In medical school at Yale, I also obtained a PhD in developmental neurobiology, and was interested in both psychiatry and neurology as clinical disciplines. In the end, the pull towards internal medicine led me to neurology, but I came to UCLA because of the history of a close relationship of the two disciplines.  In both fields, the major hope for disease-altering therapies lies in basic and translational research, so I always knew that I would be focusing my time on research. In residency, I had the good fortune to work with the extraordinary clinician-scientist, Bruce Miller, who exposed me to frontotemporal dementia and related disorders, and we began to work on the genetics of these dementias. We also began to work on autism, which at the time was an area that had not been well explored by geneticists or neurobiologists.

My lab was an early adopter of unbiased genetic and genomic approaches, which I felt were important to use, given how little we truly understand about brain function. We have continued to develop and apply genomic and computational methods to rationally inform hypothesis-testing experiments, rather than taking the position that we know enough to study one gene at a time. This led to a series of unbiased transcriptome measurements combined with network analysis that have led to new understanding in developmental and neurodegenerative disorders. This is especially important in dementia research, where my opinion is that dominant hypotheses have restricted development of new hypotheses and drug targets. The work funded by BrightFocus is at the cutting edge of these efforts to refine our understanding of neuro-inflammation, which growing evidence supports as playing a clear causal role in neurodegeneration. 

More Information


About Jessica Rexach, MD, PhD

Dr. Rexach earned her BA degrees in Chemistry and Biology at Cornell University in 2003. She subsequently entered the joint MD PhD program between California Institute of Technology and University of California, Los Angeles, completing her medical degree and doctoral degree in Neuroscience (with a research focus in Chemical Biology) in 2012.  Her graduate work resulted in three first author publications in Nature Chemical Biology. She completed a medical internship at Cedars Sinai Medical Center and a residency in Neurology at University of California, Los Angeles. She subsequently completed a competitive NIH-sponsored joint research and clinical fellowship in Neurogenetics and Neurobehavior at University of California, Los Angeles. Dr. Rexach is currently an attending physician in the UCLA Neurogenetics Program with clinical specialty in neurodegenerative disorders affecting cognition and dementia.  She is concurrently completing her postdoctoral research training in the laboratory of Dr. Geschwind. Dr. Rexach’s research uses human genetics and systems biology to understand immune signaling in Alzheimer’s and associated dementias with the goal of developing immune-targeted therapies.

Throughout her education and training, Dr. Rexach has been recognized for excellence in teaching, clinical care, and science.  She has received numerous awards including the August Rose Award for Excellence in Teaching and J. Louis Riehl Research Award from the UCLA Department of Neurology, Leo G. Rigler Award for Oustanding Achievement as a medical intern from Cedars Sinai Medical Center, Emil Bogen Research Prize from the UCLA School of Medicine, and Leo and Berdie Mandelkern Prize in Chemistry from Cornell University.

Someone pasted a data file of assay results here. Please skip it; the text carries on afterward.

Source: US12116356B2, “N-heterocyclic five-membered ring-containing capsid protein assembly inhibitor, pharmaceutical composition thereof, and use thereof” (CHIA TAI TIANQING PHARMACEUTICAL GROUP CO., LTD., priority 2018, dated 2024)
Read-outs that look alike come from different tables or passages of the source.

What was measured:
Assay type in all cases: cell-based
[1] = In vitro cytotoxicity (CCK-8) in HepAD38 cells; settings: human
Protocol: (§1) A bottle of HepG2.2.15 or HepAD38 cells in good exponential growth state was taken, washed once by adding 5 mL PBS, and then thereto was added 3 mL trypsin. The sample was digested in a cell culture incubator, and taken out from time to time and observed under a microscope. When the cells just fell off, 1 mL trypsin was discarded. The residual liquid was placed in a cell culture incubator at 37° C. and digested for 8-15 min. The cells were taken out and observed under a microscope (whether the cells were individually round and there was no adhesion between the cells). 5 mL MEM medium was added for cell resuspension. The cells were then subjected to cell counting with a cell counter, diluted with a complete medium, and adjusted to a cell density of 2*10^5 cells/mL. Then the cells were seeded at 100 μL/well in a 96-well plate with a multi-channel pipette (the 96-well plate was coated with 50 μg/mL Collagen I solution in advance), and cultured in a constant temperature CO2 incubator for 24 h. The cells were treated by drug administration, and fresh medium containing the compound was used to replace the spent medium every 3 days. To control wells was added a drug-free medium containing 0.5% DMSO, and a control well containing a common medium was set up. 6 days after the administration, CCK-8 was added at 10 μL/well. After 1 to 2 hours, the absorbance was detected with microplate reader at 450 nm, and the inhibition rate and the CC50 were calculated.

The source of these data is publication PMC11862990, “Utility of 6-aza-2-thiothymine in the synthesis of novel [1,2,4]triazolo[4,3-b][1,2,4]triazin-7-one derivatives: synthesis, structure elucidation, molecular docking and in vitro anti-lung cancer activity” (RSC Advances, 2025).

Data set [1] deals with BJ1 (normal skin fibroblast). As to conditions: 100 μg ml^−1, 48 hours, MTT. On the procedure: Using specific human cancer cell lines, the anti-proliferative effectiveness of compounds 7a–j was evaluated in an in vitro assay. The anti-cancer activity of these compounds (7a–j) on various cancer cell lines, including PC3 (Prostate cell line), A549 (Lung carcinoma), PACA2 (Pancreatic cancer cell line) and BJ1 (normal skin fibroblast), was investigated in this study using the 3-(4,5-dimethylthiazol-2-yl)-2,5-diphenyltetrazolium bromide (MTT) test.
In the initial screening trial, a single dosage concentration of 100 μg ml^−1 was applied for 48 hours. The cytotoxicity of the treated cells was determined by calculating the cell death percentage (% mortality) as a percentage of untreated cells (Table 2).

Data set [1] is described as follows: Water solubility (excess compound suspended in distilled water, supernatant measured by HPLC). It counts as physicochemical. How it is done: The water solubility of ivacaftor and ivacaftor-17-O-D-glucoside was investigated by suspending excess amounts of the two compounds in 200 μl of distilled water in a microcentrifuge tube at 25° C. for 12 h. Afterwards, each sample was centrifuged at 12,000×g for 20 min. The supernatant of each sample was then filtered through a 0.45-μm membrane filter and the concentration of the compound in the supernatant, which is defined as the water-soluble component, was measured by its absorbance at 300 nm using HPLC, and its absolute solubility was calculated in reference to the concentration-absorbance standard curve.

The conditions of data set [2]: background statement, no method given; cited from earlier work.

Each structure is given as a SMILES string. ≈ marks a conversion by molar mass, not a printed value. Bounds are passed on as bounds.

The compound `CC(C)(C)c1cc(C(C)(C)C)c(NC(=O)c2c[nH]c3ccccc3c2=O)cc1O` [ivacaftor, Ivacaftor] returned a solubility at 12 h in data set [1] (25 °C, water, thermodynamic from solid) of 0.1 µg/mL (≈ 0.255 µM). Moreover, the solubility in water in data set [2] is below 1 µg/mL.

Dr. Rexach's Personal Story

I was born a city girl but my formative years were spent in the mountains of California’s gold country in the small and quiet town of Mariposa.  Even as a child, I had an unstoppable internal drive to share my ideas and contribute to fixing big problems in the world. The desire to make a difference in dementia led me on my path as a physician scientist. I believe a physician scientist is tasked to seek out, adopt or create whatever scientific tools are necessary to meet their clinical goal.  The caveat is that this takes exceptional mentorship and training to achieve. It is from that view that I chose to train in Chemical Biology under Linda Hsieh-Wilson at California Institute of Technology and develop skills in creating chemical and biological tools to meet gaps in molecular biology. It was the same view that led me to expand into systems biology, genetics, and bioinformatics with my post-doctoral research training, in order to develop the skills to use human data to guide my experimental science.  In this work, I have had the remarkable privilege to train under Dr. Daniel Geschwind who is a pioneer in applying systems biology and data science to tackle the critical unknowns in neuropsychiatric disease.  This data-driven approach has led me to the study of immune signaling and the interaction of different brain cell types in dementia. I reason that immune signals offer key access points for the development of clinical biomarkers and drug development in dementia, and that a systems view will provide insightful perspective on how to address the rational design of dementia therapies.